MARKET TOWNS OF CORNWALL (from SDUK Penny Cyclopedia)
Stratton in 1837
Stratton, in Stratton hundred, is in the northern extremity of the county, on a rivulet the waters of which ultimately fall into the sea at Bude Haven, in Bude Bay. It is 222½ miles from London by Exeter, Crediton, Hatherleigh, and Holsworthy. The harbour at Bude admits only small vessels. Sea sand is sent from Bude far inland for manure. The number of houses in the parish in 1831 was 305 : the number of inhabitants was 1,613.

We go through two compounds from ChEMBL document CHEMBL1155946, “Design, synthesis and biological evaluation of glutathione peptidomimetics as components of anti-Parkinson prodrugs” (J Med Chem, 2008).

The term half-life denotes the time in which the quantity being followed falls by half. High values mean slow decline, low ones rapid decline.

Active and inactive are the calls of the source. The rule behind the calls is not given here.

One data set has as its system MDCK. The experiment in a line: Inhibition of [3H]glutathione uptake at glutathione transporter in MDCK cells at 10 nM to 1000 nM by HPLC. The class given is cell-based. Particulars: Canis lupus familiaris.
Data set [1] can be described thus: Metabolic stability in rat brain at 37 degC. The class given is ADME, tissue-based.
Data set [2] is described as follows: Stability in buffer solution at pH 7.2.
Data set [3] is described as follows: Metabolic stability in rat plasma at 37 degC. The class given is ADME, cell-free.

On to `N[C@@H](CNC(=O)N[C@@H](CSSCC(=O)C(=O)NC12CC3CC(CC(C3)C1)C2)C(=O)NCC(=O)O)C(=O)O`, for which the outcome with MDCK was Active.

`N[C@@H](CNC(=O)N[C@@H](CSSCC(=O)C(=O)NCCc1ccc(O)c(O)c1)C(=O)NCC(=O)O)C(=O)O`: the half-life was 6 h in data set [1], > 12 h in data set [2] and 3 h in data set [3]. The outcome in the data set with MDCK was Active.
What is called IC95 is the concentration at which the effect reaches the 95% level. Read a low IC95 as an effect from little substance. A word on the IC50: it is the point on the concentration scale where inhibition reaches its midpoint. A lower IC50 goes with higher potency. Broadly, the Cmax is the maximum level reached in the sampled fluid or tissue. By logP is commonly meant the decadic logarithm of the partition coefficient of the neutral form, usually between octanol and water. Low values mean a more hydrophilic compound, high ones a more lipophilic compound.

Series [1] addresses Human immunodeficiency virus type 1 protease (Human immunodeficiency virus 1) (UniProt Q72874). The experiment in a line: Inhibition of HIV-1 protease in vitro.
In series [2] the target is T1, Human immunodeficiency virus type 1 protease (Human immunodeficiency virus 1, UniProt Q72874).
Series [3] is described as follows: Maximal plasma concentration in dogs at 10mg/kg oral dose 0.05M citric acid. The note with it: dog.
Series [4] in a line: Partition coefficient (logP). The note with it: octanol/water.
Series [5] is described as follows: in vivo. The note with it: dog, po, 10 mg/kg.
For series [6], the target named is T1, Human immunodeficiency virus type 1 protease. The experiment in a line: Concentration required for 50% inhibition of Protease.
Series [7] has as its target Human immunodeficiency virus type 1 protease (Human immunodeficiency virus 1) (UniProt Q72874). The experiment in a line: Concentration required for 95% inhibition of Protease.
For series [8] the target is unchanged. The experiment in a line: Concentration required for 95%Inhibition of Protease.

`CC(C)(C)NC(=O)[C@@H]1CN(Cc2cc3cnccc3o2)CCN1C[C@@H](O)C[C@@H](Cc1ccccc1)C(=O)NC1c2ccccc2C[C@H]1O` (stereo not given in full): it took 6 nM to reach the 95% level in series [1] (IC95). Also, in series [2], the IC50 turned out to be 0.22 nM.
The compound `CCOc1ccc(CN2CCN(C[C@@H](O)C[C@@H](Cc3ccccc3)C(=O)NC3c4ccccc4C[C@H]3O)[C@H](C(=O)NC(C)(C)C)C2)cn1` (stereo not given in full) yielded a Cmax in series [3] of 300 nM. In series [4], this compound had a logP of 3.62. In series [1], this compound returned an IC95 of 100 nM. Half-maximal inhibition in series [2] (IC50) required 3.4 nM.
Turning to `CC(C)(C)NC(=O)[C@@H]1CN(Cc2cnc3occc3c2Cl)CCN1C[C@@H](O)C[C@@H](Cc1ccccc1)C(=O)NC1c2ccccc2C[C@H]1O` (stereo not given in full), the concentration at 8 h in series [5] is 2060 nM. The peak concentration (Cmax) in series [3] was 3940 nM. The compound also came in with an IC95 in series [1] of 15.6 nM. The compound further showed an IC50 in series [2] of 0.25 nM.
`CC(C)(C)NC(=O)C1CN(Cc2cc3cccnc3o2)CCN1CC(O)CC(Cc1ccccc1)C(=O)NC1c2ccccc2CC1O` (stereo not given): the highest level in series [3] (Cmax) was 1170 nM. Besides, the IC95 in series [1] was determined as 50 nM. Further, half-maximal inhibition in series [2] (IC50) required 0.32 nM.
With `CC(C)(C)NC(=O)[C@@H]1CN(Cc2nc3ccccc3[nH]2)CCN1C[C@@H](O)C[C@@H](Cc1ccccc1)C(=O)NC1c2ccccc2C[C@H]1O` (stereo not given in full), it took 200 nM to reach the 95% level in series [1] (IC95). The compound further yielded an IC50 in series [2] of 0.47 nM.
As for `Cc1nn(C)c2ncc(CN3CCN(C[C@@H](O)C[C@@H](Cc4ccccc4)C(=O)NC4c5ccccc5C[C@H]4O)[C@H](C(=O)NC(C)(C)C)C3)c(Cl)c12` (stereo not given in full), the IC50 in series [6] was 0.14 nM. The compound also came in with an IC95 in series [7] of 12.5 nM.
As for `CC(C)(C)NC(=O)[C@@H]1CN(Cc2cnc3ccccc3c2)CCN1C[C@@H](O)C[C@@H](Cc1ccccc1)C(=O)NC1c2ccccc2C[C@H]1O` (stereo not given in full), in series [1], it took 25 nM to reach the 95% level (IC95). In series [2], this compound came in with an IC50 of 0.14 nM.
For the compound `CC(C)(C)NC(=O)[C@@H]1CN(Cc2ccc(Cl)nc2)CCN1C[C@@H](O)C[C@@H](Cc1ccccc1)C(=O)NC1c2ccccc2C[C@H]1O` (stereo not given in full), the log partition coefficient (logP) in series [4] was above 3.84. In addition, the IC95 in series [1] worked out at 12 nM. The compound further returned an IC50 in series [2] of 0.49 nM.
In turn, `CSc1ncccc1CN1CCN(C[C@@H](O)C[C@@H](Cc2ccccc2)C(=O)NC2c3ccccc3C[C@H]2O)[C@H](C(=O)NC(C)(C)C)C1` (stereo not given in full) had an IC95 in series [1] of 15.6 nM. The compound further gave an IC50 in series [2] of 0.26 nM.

Stratton, or the immediate vicinity, has been generally allowed to be the site of a Roman station, Musidunum ; but its chief historical interest is derived from the battle fought near it in the civil war of Charles I. The scene of action was really in the neighbouring parish of Ponghill : the earl of Stamford, with the parliamentary army, was attacked May 6, 1643, by the Cornish royalists, who were far inferior in number, under Sir Ralph Hopton, Sir Beville Grenville, and others. The Royalists gained a complete victory, taking the camp of the enemy, with all their artillery, baggage, and provisions, and many prisoners. Sir Ralph Hopton was created Lord Hopton of Stratton, and after his death, Sir John Berkeley, who had distinguished himself in the battle, was created Lord Berkeley of Stratton.